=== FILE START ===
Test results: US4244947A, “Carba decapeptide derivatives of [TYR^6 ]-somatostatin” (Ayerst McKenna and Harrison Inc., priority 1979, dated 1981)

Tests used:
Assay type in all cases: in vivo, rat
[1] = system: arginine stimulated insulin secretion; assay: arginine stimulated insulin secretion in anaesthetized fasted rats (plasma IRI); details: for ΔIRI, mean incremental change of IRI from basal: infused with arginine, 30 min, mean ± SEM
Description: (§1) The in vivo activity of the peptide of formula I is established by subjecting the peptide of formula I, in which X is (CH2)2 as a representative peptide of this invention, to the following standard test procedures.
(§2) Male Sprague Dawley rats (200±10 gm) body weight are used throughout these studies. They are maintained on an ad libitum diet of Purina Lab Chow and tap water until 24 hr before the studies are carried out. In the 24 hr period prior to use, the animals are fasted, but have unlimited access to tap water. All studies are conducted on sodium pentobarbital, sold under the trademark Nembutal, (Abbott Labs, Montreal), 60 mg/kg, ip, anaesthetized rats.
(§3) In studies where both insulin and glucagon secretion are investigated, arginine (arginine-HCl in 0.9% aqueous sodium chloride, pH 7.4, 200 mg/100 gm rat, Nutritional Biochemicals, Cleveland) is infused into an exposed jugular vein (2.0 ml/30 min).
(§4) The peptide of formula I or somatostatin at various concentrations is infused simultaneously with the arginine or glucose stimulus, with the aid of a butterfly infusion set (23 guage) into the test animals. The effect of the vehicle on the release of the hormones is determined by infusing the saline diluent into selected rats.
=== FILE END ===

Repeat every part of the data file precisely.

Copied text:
Test results: US4244947A, “Carba decapeptide derivatives of [TYR^6 ]-somatostatin” (Ayerst McKenna and Harrison Inc., priority 1979, dated 1981)

Tests used:
Assay type in all cases: in vivo, rat
[1] = system: arginine stimulated insulin secretion; assay: arginine stimulated insulin secretion in anaesthetized fasted rats (plasma IRI); details: for ΔIRI, mean incremental change of IRI from basal: infused with arginine, 30 min, mean ± SEM
Description: (§1) The in vivo activity of the peptide of formula I is established by subjecting the peptide of formula I, in which X is (CH2)2 as a representative peptide of this invention, to the following standard test procedures.
(§2) Male Sprague Dawley rats (200±10 gm) body weight are used throughout these studies. They are maintained on an ad libitum diet of Purina Lab Chow and tap water until 24 hr before the studies are carried out. In the 24 hr period prior to use, the animals are fasted, but have unlimited access to tap water. All studies are conducted on sodium pentobarbital, sold under the trademark Nembutal, (Abbott Labs, Montreal), 60 mg/kg, ip, anaesthetized rats.
(§3) In studies where both insulin and glucagon secretion are investigated, arginine (arginine-HCl in 0.9% aqueous sodium chloride, pH 7.4, 200 mg/100 gm rat, Nutritional Biochemicals, Cleveland) is infused into an exposed jugular vein (2.0 ml/30 min).
(§4) The peptide of formula I or somatostatin at various concentrations is infused simultaneously with the arginine or glucose stimulus, with the aid of a butterfly infusion set (23 guage) into the test animals. The effect of the vehicle on the release of the hormones is determined by infusing the saline diluent into selected rats.